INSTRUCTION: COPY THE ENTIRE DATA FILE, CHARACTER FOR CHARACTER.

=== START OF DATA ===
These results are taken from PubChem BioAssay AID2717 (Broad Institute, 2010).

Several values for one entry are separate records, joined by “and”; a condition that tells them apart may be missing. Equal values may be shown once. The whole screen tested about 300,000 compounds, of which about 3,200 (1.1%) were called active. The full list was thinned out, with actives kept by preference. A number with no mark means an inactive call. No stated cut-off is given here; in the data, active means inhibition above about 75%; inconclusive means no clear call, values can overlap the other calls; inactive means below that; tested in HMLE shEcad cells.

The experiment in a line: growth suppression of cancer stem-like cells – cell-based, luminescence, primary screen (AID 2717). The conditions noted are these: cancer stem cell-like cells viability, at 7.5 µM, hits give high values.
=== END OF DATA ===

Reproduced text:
These results are taken from PubChem BioAssay AID2717 (Broad Institute, 2010).

Several values for one entry are separate records, joined by “and”; a condition that tells them apart may be missing. Equal values may be shown once. The whole screen tested about 300,000 compounds, of which about 3,200 (1.1%) were called active. The full list was thinned out, with actives kept by preference. A number with no mark means an inactive call. No stated cut-off is given here; in the data, active means inhibition above about 75%; inconclusive means no clear call, values can overlap the other calls; inactive means below that; tested in HMLE shEcad cells.

The experiment in a line: growth suppression of cancer stem-like cells – cell-based, luminescence, primary screen (AID 2717). The conditions noted are these: cancer stem cell-like cells viability, at 7.5 µM, hits give high values.